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jen1229 replied on Fri, Jan 14 2011 8:06 AM

We take so many drugs in this country.  There is a drug for everything.  I don't believe in using drugs unless they are needed.  I don't think one should add another drug before trying the other options and seeing if they work.  After all, if you can have a bedtime snack and solve the problem, why add the cost, to say nothing of an additional shot of yet another drug.  I hate it when doctors recommend drugs and or surgery without giving the option of trying other methods first. Sorry Julia, this is not aimed at you in particular, but at medicine in general. 

Jen  - LevemirConfused and Novalog Wink A1c 5.8

 

 

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Julia replied on Fri, Jan 14 2011 10:28 AM

That's OK, Jen, I would have responded the same way you did with the information I gave and I agree with you that drugs are overused.

I actually was being lazy by not providing the complete information about these 2 drugs.  The decrease in hunger is actually a side-effect.  The main purpose is to lower post-prandial glucose, and thus lower A1C readings and (perhaps) complications of diabetes.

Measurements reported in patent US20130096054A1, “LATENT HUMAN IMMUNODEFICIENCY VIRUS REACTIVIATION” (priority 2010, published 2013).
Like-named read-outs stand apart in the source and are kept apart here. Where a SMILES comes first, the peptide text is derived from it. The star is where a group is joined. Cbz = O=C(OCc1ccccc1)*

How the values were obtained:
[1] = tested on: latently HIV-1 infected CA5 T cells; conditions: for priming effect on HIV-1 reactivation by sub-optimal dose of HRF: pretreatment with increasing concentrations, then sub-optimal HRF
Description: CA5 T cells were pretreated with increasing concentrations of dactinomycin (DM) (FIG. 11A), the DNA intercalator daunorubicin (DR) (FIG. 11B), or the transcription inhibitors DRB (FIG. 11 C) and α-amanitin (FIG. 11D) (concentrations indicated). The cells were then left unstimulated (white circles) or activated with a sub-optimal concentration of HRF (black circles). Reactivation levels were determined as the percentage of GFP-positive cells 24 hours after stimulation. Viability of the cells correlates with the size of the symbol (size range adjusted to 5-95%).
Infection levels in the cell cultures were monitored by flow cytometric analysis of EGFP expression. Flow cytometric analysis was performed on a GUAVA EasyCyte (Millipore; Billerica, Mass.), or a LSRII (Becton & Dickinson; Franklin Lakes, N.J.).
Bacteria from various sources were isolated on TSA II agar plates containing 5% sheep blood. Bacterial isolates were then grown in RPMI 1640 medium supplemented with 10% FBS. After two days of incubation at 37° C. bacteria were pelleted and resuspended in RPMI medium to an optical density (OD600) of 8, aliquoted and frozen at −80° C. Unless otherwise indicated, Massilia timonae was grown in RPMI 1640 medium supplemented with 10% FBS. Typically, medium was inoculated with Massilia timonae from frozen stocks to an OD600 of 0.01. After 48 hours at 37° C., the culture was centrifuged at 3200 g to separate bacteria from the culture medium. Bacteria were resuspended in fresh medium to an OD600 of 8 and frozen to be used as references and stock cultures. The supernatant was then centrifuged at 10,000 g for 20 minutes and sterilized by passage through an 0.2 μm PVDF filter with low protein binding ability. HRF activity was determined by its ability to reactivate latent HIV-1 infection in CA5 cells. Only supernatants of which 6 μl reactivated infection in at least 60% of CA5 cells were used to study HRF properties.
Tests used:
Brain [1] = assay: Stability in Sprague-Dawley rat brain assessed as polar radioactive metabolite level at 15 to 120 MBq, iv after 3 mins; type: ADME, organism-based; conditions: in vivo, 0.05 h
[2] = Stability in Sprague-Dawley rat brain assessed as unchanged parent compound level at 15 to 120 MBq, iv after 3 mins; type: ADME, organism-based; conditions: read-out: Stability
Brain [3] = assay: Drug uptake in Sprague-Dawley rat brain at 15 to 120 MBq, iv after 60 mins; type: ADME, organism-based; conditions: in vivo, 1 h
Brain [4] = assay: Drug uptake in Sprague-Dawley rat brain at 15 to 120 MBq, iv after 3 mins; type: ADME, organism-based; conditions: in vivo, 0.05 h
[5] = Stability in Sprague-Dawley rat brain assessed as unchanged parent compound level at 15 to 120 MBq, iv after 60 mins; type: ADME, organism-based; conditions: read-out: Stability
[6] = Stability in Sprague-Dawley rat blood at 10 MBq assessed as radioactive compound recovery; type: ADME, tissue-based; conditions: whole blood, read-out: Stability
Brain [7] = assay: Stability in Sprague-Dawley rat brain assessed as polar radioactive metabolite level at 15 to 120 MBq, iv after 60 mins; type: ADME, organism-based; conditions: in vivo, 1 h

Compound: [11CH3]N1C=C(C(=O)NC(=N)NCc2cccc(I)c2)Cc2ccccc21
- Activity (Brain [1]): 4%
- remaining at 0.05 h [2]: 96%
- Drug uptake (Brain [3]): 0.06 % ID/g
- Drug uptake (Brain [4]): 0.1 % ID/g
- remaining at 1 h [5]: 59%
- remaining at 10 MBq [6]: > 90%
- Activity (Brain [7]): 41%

I must say, however, that the decrease in hunger has improved my quality of life more than I can say, and I would not have been able to do that without Symlin.  Symlin is a synthetic form of the hormone amylin, which non-diabetics produce and which helps control the timing of the digestion of food, and the release of glucose from the liver.  Just as Type 1's do not produce insulin, we do not produce amylin.  So the two drugs work together to control food metabolism and blood sugars. 

I know this is a Type 2 board, and Type 2's usually take Byetta rather than Symlin. The mechanism of Byetta is different, but it has the effect of decreasing hunger as well, and thus weight loss is much easier.

Hunger made ny life miserable before I started Symlin in 2005.  Now I am living more normally.  It's an expensive drug, but I hope I never have to stop taking it and go back to the constant hunger.

Julia

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Jorgie replied on Fri, Jan 14 2011 11:53 AM

Do you check your BG before bedtime? I always do, and then have a snack to carry me through the night. Sometimes it's a small bowl of Shredded  Wheat.

 

 

Type II for almost 20 years Humalog and Lantus.

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Dear Kaye White,

Feeling so hungry you can't get back to sleep is a diffiucult problem.   You didn't mention it but is your blood sugar low at these times?   And, have you discussed this issue with your health care provider?  It may also be helpful to sit down with a dietitian to discuss your overall meal plan and make sure the rest of your meals and snacks are adequate.   To avoid eating high calorie foods, you might try keeping cut up vegetables with low fat dressing as well as diet jellos and popicles available.